Gan Matthews, News 9

GRADY COUNTY, Oklahoma -- Large cities rely on lakes for their water, but rural areas depend mainly upon wells. Now, the Oklahoma drought is having an impact upon that resource too.

In Garvin County, the demand for water for both residential use and irrigation has lowered the aquifer down from 17 feet to 15 feet. The Chairman of Rural Water District #1 is calling upon his 600 customers to adopt a voluntary odd/even approach to outdoor watering.

"My concern is that people will overuse it not realizing that it's not an unlimited source," said Garvin County resident Jim Campbell.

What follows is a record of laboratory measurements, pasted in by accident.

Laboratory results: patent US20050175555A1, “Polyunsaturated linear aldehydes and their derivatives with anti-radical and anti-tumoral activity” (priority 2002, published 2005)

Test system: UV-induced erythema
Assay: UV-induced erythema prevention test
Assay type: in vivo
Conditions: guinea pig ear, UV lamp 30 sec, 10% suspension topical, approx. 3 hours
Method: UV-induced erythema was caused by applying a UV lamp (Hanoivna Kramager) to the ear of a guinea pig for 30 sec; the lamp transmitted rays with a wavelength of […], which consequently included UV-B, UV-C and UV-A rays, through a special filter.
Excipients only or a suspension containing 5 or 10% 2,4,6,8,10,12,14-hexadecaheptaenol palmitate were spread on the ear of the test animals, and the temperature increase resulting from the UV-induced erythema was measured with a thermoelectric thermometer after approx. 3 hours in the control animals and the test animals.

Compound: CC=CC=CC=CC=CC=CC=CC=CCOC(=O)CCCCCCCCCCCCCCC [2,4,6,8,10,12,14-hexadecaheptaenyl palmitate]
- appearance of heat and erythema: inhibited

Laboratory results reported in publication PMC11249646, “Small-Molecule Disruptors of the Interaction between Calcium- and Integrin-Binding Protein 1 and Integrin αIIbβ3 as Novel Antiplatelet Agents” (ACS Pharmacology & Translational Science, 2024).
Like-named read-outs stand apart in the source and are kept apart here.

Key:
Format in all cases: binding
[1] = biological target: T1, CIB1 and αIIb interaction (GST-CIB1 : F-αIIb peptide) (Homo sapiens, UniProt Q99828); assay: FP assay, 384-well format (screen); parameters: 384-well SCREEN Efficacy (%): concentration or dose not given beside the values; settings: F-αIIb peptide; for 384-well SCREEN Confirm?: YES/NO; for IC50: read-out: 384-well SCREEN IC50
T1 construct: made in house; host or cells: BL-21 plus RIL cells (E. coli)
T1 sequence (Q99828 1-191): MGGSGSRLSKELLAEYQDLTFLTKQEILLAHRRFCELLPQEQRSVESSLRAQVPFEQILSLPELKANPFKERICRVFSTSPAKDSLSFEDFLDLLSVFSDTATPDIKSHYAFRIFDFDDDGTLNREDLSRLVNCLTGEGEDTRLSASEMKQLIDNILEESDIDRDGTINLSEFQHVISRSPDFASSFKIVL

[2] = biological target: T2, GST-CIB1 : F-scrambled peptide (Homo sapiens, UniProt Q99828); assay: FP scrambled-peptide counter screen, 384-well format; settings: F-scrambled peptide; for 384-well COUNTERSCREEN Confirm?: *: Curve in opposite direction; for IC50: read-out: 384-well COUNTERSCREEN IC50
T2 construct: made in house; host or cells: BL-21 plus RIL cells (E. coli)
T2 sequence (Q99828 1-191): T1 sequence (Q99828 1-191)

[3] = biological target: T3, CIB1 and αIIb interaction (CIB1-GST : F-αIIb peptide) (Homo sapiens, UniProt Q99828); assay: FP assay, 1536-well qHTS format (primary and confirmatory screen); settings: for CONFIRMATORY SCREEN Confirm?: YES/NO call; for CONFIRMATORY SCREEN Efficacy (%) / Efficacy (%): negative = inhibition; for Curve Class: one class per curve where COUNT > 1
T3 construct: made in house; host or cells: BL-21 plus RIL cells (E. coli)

Sharon Garrett lives in the Bridgecreek Addition in Grady County. She gets all of her water from her well, and the only outdoor watering she does is for her trees every other day. She said many newcomers to the area, who also use well water, continue to regularly water their lawns.

"My concern is, as that water level drops, we're going to be out of water," Garrett said.

The Bridge Creek Addition sits in an area of Grady County that is not under the jurisdiction of any Rural Water District.